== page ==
The pleiotropic cytokines interleukin (IL)-1beta and tumor necrosis factor (TNF)-alpha have been implicated in the pathophysiology of asthma. To elucidate the role of these cytokines in the pro-asthmatic state, the effects of IL-1beta and TNF-alpha on airway smooth muscle (ASM) responsiveness and ASM expression of multiple genes, assessed by high-density oligonucleotide array analysis, were examined in the absence and presence of the glucocorticoid dexamethasone (DEX). Administration of IL-1beta/TNF-alpha increased ASM contractility to acetylcholine and impaired ASM relaxation to isoproterenol. These pro-asthmatic- like changes in ASM responsiveness were associated with IL-1beta/ TNF-alpha-induced mRNA expression of a host of proinflammatory genes that regulate transcription, cytokines and chemokines, cellular adhesion molecules, and various signal transduction molecules that regulate ASM responsiveness. In the presence of DEX, the changes induced in ASM responsiveness were abrogated, and most of the IL-1beta/TNF-alpha-mediated changes in proinflammatory gene expression were repressed, although mRNA expression of a small number of genes was enhanced by DEX. Collectively, the observations support the concept that, together with its role as a regulator of airway tone, in response to IL-1beta/TNF-alpha, the ASM expresses a host of glucocorticoid-sensitive genes that contribute to the altered structure and function of the airways in the pro-asthmatic state. We speculate that glucocorticoid-sensitive, cytokine-induced pathways involved in ASM cell signaling represent important targets for new therapeutic interventions.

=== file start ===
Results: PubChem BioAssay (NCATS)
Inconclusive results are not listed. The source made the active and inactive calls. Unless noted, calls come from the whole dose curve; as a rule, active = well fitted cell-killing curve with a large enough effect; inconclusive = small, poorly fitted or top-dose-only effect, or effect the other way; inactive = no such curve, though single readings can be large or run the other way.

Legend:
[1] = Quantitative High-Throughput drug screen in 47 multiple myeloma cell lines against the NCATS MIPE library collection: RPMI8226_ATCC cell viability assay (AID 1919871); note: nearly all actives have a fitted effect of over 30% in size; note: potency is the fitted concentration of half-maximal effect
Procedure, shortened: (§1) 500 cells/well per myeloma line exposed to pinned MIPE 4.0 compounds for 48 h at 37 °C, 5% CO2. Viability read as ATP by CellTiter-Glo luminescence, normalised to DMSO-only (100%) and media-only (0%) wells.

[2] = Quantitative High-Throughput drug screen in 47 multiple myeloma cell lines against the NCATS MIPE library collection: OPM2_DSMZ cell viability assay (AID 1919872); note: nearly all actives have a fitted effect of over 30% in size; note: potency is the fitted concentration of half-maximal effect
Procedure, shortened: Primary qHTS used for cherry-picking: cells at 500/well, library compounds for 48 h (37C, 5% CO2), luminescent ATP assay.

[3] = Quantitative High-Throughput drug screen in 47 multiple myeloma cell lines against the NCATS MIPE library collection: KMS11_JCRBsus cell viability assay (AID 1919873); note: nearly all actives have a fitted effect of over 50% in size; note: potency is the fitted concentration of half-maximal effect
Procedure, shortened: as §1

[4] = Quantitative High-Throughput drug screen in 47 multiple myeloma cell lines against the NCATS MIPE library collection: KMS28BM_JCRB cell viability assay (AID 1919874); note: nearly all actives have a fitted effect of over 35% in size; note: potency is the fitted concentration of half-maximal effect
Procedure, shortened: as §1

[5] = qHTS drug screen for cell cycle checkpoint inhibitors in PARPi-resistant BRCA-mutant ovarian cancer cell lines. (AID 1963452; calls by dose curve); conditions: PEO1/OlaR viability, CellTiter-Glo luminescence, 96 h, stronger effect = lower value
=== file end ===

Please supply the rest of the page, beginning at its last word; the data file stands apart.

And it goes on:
Intra-amniotic interleukin (IL)-1 increases surfactant components in immature fetal lung, whereas high IL-1 after birth is associated with surfactant dysfunction. Our aim was to investigate whether the fetal age influences the responsiveness of surfactant proteins (SPs) to IL-1. Rabbit lung explants from fetuses at 19, 22, 27, and 30 d of gestation and 1-d-old newborns were cultured in serum-free medium in the presence of recombinant human (rh) IL-1alpha or vehicle. The influence of IL-1alpha on SP-A, -B, and -C messenger RNA (mRNA) content was dependent on the conceptional age. In very immature lung on Day 19, rhIL-1alpha (570 ng/ml for 20 h) increased SP-A, -B, and -C mRNA by 860+/-15%, 314+/-108%, and 64+/-17%, respectively. The increase in SP-A mRNA was evident within 4 to 6 h. IL-1alpha increased the SP-A concentration in alveolar epithelial cells and in the culture medium within 20 h. In contrast, at 27 to 30 d of gestation and in newborns, IL-1alpha decreased SP-C, -B, and -A mRNA by means of 64 to 67%, 48 to 59%, and 12 to 15%, respectively. SP-B protein decreased by 45 to 60%. The decrease in mRNA became evident within 8 to 12 h and was dependent on IL-1 concentration. On Day 27, IL-1alpha accelerated the degradation of SP-B mRNA in the presence of actinomycin D. IL-1 did not increase the degradation rate of SP-A mRNA unless both actinomycin D and cycloheximide were added to the explants. The present findings may explain some of the contrasting associations between inflammatory cytokines and lung diseases during the perinatal period. The determinants of the direction of the IL-1 effect on the expression of SPs remain to be identified.